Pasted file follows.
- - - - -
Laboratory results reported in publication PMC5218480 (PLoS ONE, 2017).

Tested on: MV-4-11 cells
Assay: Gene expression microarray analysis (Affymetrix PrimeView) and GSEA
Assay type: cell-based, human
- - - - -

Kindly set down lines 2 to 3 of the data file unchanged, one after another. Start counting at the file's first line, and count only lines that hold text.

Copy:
Tested on: MV-4-11 cells
Assay: Gene expression microarray analysis (Affymetrix PrimeView) and GSEA